Melbourne researchers have successfully created Australia’s largest and most flexible solar cells, with the aid of a new printer located at CSIRO.
The breakthrough may have far reaching applications, including for public lighting, outdoor signage and mobile power generation.
The scientists are part of a collaboration between research and industry called the Victorian Organic Solar Cell Consortium (VICOSC).
Sathana Dushyanthen (student reporter): Melbourne researchers have successfully created Australia’s largest and most flexible solar cells, with the aid of a new printer located at CSIRO. The scientists are part of a collaboration between research and industry partners called the Victorian Organic Solar Cell Consortium (VICOSC). This was achieved through a collaborationbetween the University of Melbourne and the Bio21 Institute, CSIRO, Monash University and industry partners including Bluescope Steel and security printing firm Innovia Security. In just three years the consortium has gone from making cells the size of a fingernail, to cells 10 centimetres square. They are now able to print organic photovoltaic cells the size of an A3 sheet of paper.
Dr David Jones (Bio21 Institute and School of Chemistry): The consortium is now leading the world in the ability to print solar cell and using different printing technologies, but this is thebeginning of the story. We’re still developing the technologies, still developing the materials to enable us to print in a number of different ways for different applications.
Sathana Dushyanthen: The new printer can roll out 10 metres ofsolar cells per minute, which is equivalent to producing one cell every twoseconds. Using semiconducting inks, the researchers print the cells straight onto paper-thin flexible plastic or steel.
David Jones: So what we’re looking at is, how can we use this technology in the short term, how can we print solar cells to enable advertising (we put solar cells to advertising materials) and shopping centres to drive an active display. So if someone wants to advertise something with nice flashing lights. At the moment, they’re driving that with batteries.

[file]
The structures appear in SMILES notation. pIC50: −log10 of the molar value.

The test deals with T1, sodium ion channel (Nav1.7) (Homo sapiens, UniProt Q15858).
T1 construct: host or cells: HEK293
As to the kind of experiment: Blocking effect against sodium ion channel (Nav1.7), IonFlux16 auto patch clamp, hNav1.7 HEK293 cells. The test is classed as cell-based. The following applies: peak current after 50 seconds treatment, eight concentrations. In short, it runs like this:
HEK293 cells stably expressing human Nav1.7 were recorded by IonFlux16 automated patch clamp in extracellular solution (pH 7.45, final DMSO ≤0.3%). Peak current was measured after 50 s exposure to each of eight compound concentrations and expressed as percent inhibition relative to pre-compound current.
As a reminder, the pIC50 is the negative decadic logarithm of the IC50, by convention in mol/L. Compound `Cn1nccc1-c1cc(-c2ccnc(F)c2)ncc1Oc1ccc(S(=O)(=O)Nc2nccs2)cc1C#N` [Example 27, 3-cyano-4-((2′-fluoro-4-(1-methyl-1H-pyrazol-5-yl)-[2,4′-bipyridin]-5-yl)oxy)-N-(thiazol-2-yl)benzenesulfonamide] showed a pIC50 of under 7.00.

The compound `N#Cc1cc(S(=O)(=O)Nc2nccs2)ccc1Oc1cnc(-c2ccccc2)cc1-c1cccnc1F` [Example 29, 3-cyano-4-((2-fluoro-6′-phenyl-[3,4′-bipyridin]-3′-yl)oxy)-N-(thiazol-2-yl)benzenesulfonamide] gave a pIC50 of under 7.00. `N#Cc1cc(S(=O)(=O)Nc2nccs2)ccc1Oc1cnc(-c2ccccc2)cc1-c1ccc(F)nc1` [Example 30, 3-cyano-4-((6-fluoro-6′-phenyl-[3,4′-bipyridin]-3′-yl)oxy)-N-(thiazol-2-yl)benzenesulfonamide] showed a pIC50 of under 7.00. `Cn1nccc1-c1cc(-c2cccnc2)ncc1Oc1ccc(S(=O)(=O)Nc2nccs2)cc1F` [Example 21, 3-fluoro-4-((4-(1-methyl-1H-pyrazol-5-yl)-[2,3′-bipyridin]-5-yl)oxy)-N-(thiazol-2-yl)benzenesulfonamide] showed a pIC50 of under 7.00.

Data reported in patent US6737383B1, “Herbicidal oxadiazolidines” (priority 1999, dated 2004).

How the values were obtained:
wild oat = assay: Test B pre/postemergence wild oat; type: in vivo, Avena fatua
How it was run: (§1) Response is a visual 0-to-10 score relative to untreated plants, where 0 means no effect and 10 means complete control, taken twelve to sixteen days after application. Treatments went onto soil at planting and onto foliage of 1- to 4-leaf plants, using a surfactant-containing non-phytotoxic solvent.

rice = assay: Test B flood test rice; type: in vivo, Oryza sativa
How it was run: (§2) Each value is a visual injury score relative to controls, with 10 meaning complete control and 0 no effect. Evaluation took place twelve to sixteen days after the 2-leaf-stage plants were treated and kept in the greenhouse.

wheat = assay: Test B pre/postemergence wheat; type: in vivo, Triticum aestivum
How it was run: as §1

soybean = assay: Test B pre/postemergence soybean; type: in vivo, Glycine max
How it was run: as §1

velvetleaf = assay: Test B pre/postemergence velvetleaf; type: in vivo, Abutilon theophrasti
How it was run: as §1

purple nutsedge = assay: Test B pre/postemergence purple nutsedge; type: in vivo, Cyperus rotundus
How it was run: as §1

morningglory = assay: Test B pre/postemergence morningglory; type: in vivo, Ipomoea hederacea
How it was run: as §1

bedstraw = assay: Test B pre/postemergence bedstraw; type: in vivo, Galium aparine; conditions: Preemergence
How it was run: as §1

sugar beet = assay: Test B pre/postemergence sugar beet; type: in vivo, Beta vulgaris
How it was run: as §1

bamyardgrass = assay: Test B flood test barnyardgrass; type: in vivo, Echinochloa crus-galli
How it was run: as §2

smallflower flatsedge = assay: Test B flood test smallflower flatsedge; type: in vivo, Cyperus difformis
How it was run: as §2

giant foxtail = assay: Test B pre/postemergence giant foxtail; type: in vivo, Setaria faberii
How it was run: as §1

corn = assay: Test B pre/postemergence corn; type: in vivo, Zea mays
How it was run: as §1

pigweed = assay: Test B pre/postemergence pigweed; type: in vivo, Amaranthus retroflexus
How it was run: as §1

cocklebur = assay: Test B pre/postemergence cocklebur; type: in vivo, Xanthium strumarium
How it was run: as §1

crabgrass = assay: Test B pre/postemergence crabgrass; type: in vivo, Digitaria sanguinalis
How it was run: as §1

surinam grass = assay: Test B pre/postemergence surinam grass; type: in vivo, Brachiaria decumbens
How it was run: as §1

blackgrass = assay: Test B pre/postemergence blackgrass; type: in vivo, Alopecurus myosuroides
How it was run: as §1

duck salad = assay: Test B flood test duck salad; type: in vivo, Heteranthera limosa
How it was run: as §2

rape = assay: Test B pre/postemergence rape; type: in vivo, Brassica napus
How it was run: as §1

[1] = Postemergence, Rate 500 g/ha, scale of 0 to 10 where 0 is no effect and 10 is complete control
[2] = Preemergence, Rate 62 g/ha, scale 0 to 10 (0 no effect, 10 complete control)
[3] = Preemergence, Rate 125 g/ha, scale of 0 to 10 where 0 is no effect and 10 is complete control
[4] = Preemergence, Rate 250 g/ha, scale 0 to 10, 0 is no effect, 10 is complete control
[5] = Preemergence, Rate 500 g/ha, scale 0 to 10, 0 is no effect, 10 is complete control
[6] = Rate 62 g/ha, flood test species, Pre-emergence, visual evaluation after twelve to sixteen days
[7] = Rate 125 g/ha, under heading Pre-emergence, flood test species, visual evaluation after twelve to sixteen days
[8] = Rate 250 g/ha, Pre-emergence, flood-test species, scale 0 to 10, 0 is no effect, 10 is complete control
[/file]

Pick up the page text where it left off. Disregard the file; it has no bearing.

Dr Scott Watkins, (CSIRO Project Leader): In the longer term we see these materials coated onto buildings, windows and roofs to provide power in a wide variety of locations and circumstances
Sathana Dushyanthen: As part of the consortium, graduate students working alongside scientists are involved in training and development programs to improve the technology in the long term.
David Jones: We are now right up there with the rest of the people in the world, but we also got a facility which is different. So we now have a process through our collaboration where we’ll take things from the very very beginning, from designing materials, from making devices in the lab scale right through the large scale printing, which is very very unusual in the world context
Scott Watkins: What we are doing is truly additive manufacturing taking simple substrate such as plastic and steel and coating them and turning them into solar cells. This is what a factory of the future looks like and it’s based here in Melbourne emerging manufacturing precinct
Sathana Dushyanthen: Moving forward, Australia will potentially be one of the largest organic solar cell printing facilities in the world.
Faustina Setiawan, Jeane Prasetya, Wendy Nguyen & Sathana Dushyanthen
University of Melbourne science communication students
Production superviser, University Communications
Video production and camera
Dr David Jones
VICOSC project coordinator, Bio21 Institute, University of Melbourne
Dr Scott Watkins
Stream Leader for Organic Photovoltaics at CSIRO
Group Communication Advisor CSIRO Manufacturing, Materials and Minerals
University Communications, University of Melbourne
Communications Manager, Bio 21 Institute